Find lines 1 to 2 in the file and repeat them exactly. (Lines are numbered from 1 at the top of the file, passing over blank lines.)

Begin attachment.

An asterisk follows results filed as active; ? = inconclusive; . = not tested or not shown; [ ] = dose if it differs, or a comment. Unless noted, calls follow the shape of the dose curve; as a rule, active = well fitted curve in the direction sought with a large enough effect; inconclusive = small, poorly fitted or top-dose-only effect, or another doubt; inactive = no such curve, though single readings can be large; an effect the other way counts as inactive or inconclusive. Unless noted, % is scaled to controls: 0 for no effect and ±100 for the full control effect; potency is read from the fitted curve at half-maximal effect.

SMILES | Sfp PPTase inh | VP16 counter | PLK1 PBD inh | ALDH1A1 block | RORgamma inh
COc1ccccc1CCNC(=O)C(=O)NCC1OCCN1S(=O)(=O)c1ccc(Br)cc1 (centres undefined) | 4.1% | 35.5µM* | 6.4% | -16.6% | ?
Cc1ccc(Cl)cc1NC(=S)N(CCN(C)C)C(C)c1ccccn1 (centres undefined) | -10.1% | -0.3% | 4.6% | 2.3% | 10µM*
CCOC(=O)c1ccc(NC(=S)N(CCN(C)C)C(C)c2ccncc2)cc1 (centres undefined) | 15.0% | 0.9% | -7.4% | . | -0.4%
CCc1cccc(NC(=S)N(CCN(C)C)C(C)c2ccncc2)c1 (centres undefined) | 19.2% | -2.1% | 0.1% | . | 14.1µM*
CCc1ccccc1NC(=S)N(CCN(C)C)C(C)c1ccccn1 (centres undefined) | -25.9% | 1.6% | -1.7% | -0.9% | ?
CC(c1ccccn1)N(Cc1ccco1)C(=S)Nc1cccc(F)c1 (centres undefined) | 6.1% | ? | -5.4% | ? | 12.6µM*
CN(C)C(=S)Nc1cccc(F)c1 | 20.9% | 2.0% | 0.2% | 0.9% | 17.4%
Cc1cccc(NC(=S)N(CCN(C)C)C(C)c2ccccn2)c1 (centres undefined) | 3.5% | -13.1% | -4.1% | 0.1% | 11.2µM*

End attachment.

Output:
An asterisk follows results filed as active; ? = inconclusive; . = not tested or not shown; [ ] = dose if it differs, or a comment. Unless noted, calls follow the shape of the dose curve; as a rule, active = well fitted curve in the direction sought with a large enough effect; inconclusive = small, poorly fitted or top-dose-only effect, or another doubt; inactive = no such curve, though single readings can be large; an effect the other way counts as inactive or inconclusive. Unless noted, % is scaled to controls: 0 for no effect and ±100 for the full control effect; potency is read from the fitted curve at half-maximal effect.

SMILES | Sfp PPTase inh | VP16 counter | PLK1 PBD inh | ALDH1A1 block | RORgamma inh